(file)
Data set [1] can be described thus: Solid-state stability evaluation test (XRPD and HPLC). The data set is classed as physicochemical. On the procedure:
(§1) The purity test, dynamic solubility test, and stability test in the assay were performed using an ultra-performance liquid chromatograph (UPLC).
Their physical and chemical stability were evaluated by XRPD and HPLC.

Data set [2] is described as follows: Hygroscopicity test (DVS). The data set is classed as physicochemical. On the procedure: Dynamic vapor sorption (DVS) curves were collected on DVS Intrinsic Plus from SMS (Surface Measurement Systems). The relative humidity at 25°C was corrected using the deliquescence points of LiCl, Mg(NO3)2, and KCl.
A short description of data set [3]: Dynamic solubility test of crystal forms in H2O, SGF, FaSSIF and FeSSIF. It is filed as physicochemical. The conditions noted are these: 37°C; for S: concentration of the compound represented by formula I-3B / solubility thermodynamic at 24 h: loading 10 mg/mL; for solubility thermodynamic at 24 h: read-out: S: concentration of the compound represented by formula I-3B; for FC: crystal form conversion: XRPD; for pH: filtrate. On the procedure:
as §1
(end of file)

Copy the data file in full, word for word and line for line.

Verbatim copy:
Data set [1] can be described thus: Solid-state stability evaluation test (XRPD and HPLC). The data set is classed as physicochemical. On the procedure:
(§1) The purity test, dynamic solubility test, and stability test in the assay were performed using an ultra-performance liquid chromatograph (UPLC).
Their physical and chemical stability were evaluated by XRPD and HPLC.

Data set [2] is described as follows: Hygroscopicity test (DVS). The data set is classed as physicochemical. On the procedure: Dynamic vapor sorption (DVS) curves were collected on DVS Intrinsic Plus from SMS (Surface Measurement Systems). The relative humidity at 25°C was corrected using the deliquescence points of LiCl, Mg(NO3)2, and KCl.
A short description of data set [3]: Dynamic solubility test of crystal forms in H2O, SGF, FaSSIF and FeSSIF. It is filed as physicochemical. The conditions noted are these: 37°C; for S: concentration of the compound represented by formula I-3B / solubility thermodynamic at 24 h: loading 10 mg/mL; for solubility thermodynamic at 24 h: read-out: S: concentration of the compound represented by formula I-3B; for FC: crystal form conversion: XRPD; for pH: filtrate. On the procedure:
as §1